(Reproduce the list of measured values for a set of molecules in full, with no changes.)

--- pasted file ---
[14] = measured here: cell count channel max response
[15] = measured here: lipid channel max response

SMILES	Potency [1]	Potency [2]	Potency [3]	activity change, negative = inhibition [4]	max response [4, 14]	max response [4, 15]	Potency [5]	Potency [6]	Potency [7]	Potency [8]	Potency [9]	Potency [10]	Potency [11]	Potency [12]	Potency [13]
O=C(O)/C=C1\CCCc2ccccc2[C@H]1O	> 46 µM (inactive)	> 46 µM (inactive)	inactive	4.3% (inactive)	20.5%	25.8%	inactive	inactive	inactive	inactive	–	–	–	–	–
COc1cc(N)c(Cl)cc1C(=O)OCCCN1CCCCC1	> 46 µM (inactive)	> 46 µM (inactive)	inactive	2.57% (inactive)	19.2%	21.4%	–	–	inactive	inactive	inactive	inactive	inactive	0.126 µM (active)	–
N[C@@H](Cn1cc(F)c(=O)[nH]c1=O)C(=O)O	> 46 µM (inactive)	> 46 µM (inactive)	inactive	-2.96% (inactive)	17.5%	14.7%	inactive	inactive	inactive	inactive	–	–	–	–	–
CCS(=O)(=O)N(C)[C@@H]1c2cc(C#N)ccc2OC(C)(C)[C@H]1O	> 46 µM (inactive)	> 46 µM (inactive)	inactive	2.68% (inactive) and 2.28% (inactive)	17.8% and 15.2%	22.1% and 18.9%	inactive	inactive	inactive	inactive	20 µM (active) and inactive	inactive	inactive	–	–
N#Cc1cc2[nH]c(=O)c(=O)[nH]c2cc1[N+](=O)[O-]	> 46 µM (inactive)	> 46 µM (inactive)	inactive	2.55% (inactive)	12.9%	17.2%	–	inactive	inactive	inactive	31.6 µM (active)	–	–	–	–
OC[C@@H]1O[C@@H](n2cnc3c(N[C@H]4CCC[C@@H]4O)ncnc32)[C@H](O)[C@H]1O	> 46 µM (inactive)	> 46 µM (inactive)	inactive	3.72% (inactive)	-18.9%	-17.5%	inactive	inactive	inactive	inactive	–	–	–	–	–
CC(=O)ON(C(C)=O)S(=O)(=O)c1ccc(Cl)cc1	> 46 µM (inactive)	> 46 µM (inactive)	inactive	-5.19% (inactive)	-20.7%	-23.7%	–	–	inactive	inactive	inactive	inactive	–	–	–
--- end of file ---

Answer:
[14] = measured here: cell count channel max response
[15] = measured here: lipid channel max response

SMILES	Potency [1]	Potency [2]	Potency [3]	activity change, negative = inhibition [4]	max response [4, 14]	max response [4, 15]	Potency [5]	Potency [6]	Potency [7]	Potency [8]	Potency [9]	Potency [10]	Potency [11]	Potency [12]	Potency [13]
O=C(O)/C=C1\CCCc2ccccc2[C@H]1O	> 46 µM (inactive)	> 46 µM (inactive)	inactive	4.3% (inactive)	20.5%	25.8%	inactive	inactive	inactive	inactive	–	–	–	–	–
COc1cc(N)c(Cl)cc1C(=O)OCCCN1CCCCC1	> 46 µM (inactive)	> 46 µM (inactive)	inactive	2.57% (inactive)	19.2%	21.4%	–	–	inactive	inactive	inactive	inactive	inactive	0.126 µM (active)	–
N[C@@H](Cn1cc(F)c(=O)[nH]c1=O)C(=O)O	> 46 µM (inactive)	> 46 µM (inactive)	inactive	-2.96% (inactive)	17.5%	14.7%	inactive	inactive	inactive	inactive	–	–	–	–	–
CCS(=O)(=O)N(C)[C@@H]1c2cc(C#N)ccc2OC(C)(C)[C@H]1O	> 46 µM (inactive)	> 46 µM (inactive)	inactive	2.68% (inactive) and 2.28% (inactive)	17.8% and 15.2%	22.1% and 18.9%	inactive	inactive	inactive	inactive	20 µM (active) and inactive	inactive	inactive	–	–
N#Cc1cc2[nH]c(=O)c(=O)[nH]c2cc1[N+](=O)[O-]	> 46 µM (inactive)	> 46 µM (inactive)	inactive	2.55% (inactive)	12.9%	17.2%	–	inactive	inactive	inactive	31.6 µM (active)	–	–	–	–
OC[C@@H]1O[C@@H](n2cnc3c(N[C@H]4CCC[C@@H]4O)ncnc32)[C@H](O)[C@H]1O	> 46 µM (inactive)	> 46 µM (inactive)	inactive	3.72% (inactive)	-18.9%	-17.5%	inactive	inactive	inactive	inactive	–	–	–	–	–
CC(=O)ON(C(C)=O)S(=O)(=O)c1ccc(Cl)cc1	> 46 µM (inactive)	> 46 µM (inactive)	inactive	-5.19% (inactive)	-20.7%	-23.7%	–	–	inactive	inactive	inactive	inactive	–	–	–